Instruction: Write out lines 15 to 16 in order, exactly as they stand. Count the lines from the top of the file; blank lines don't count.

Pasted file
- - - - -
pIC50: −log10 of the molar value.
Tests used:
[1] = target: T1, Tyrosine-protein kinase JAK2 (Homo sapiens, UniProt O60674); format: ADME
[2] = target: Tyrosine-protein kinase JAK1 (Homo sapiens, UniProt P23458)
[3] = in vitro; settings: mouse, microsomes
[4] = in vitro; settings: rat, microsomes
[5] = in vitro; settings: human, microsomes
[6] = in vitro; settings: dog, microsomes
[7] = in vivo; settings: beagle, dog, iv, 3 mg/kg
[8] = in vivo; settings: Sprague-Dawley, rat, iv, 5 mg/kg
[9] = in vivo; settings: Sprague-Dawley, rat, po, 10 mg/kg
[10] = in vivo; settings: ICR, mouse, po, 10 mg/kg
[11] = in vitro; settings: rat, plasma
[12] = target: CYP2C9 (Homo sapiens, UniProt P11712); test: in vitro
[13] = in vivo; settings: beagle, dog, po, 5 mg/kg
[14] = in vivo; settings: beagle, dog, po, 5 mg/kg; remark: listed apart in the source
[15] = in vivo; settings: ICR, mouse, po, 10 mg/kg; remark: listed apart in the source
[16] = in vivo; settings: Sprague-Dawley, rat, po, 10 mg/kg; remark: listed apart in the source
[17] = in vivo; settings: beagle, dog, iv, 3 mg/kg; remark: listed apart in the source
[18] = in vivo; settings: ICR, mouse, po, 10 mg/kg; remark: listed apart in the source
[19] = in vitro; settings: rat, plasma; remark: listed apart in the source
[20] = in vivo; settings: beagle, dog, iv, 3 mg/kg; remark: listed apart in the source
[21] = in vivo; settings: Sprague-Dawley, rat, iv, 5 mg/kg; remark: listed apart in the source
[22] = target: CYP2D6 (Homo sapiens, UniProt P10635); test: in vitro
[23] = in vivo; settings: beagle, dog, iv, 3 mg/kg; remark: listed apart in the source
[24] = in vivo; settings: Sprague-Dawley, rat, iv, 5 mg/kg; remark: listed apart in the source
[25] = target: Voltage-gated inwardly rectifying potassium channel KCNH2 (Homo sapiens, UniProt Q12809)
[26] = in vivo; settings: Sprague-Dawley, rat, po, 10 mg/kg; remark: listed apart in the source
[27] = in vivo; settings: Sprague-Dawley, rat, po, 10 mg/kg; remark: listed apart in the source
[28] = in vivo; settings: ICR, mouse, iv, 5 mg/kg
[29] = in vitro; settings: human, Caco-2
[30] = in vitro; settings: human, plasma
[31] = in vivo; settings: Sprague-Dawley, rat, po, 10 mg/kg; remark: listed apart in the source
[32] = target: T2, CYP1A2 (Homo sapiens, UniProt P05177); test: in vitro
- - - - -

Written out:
[13] = in vivo; settings: beagle, dog, po, 5 mg/kg
[14] = in vivo; settings: beagle, dog, po, 5 mg/kg; remark: listed apart in the source